How To Set Up A Photo Interrupter (or Slotted Optical) Switch On The Arduino

As usual, I expected easy – but got anything but.

For my Big Project, I needed an photointerrupter – what they are is a small device that shines a light from one side to the other, where there’s a detector.

The idea is that if anything breaks that light beam, you take note of it, and use the information as you wish. For example, if you put a disk on a motor shaft with a small hole cut in it, the beam will be broken except for that one spot – so count the ‘breaks’, and you get an RPM for the motor.

rpi574 opto isolator

The catch however was getting it to work. The one I bought at eBay was a simple 4-pin variety, called the RPI-574. One side was an infrared led, and the other was a phototransistor (although with only two pins I think it should be called a photodiode). When the LED was on, the phototransistor would conduct; when it was off (or something blocked the light falling on the transistor) it wouldn’t conduct.

With that part ready, my first goal was to scour the Internet for examples of these types of projects. My idea was to design it first, get it working, and THEN import to the Arduino. To make a long evening short, I couldn’t get a single example I found to work right, even to do something simple like light up an LED.

So I gave up and attacked it another way. Looking at the specifications for the device, the diode side was easy. I saw a reference to using a 150 ohm resistor, so I used an available one (180ohm) and connected it to power. I then checked the current through it – the specs said the maximum for it was 50mA, and I read 20mA, so I figured I was OK.

In reality, I should have started with 5v and worked backwards; realizing that R = V / I, I could have said R = 5v / 0.05A, or 100ohm. Anything over that would keep my current under 50mA, no matter what the resistance of the diode might be.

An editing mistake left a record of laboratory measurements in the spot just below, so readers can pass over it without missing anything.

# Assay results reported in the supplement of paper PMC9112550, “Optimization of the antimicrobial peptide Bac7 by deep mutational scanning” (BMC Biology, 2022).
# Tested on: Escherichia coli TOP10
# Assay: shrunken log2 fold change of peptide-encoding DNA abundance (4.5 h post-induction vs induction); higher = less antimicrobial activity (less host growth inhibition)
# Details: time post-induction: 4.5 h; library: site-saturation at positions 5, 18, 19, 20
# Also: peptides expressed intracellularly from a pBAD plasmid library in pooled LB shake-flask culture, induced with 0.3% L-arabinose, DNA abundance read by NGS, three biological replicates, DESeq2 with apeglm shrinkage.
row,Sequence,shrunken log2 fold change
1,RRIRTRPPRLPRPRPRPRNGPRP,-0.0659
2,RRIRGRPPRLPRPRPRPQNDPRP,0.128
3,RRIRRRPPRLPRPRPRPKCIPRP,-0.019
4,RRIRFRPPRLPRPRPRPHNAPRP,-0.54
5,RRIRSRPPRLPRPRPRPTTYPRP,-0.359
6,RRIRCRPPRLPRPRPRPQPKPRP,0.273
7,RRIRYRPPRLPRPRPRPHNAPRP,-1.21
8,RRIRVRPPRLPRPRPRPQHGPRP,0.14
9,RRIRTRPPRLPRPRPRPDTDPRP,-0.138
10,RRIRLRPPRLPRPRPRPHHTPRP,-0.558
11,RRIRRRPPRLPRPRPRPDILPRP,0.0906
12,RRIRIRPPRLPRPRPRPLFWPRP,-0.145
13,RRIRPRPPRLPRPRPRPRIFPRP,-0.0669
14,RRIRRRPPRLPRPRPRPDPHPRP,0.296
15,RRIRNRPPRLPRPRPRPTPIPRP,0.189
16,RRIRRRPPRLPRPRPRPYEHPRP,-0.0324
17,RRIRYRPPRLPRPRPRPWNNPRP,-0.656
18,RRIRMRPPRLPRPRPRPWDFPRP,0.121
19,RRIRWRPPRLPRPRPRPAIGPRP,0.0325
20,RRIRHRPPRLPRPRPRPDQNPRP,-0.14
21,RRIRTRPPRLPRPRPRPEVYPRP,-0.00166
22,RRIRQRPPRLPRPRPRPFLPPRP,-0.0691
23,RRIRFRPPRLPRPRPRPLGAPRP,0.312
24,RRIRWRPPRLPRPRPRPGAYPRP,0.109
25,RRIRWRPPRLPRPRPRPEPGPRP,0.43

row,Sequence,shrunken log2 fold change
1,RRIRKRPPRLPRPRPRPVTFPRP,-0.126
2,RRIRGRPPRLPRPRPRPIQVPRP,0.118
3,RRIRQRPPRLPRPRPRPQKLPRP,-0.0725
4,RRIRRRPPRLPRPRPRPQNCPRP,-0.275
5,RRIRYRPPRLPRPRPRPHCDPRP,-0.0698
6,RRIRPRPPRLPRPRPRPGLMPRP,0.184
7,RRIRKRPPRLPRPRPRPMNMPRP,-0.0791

In any case, I had proof the diode was working, so now on to the photo-transistor. My next step was to connect power to it, and then connect the other lead to a resistor (again, 100ohm) and to ground:

At this point, I hooked in my multimeter, and checked the current. Then, I put a piece of paper into the photointerrupter to cut the beam, and watched as the milliamps went to zero. I had a working detector!

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6 thoughts on “How To Set Up A Photo Interrupter (or Slotted Optical) Switch On The Arduino

  1. Brilliant, thanks for taking the time to write this up. I was looking for exactly this having salvaged a couple of slotted optical sensors from an old printer.

  2. hi,
    First, thanks for tutorial, do i have an issue about plugging photo interrupter on arduino board 3.3v.
    Most of photo interrupter are 5v. How can i plug it to 3.3v arduino board please.

  3. Did you ever get this working? I’m trying to do the same thing with a raspberry pi but I’ve got the additional problem of trying to step it down to 3.3V for the signal. Any luck!? Thanks!

  4. Re this circuit, I’ve done the following using just an Arduino and a H21A6 from RapidOnline:

    The spec for the R21A says that the LED requires 1.2v and draws 50mA. This means if we are using the Arduino to supply bower (5v) we need an 82ohm resistor, I used 100.

    Pin 1 now goes to VCC (5volts) from the Arduino and pin 2 goes via the 100 Ohm resistor to ground.

    Pin 3, bottom right if Pin 1 is top left, goes to the Arduino and Pin 4 goes to ground.

    That’s it, all you need to do now is set the input pin on the Arduino as INPUT_PULLUP, and then you can read the status with DigitalRead which will return a HIGH or LOW state.


  5. Just add threshold detection transitor or Opamp circuit after the optical sensor circuit, and you will have your digital signal that you can then send to a digital input.

  6. Hi sir, I am using OPL560 photo transistor, it has 3 leads 1. ground 2. output 3. Vcc. now resistor has to connect to which terminal either 2 or 1.

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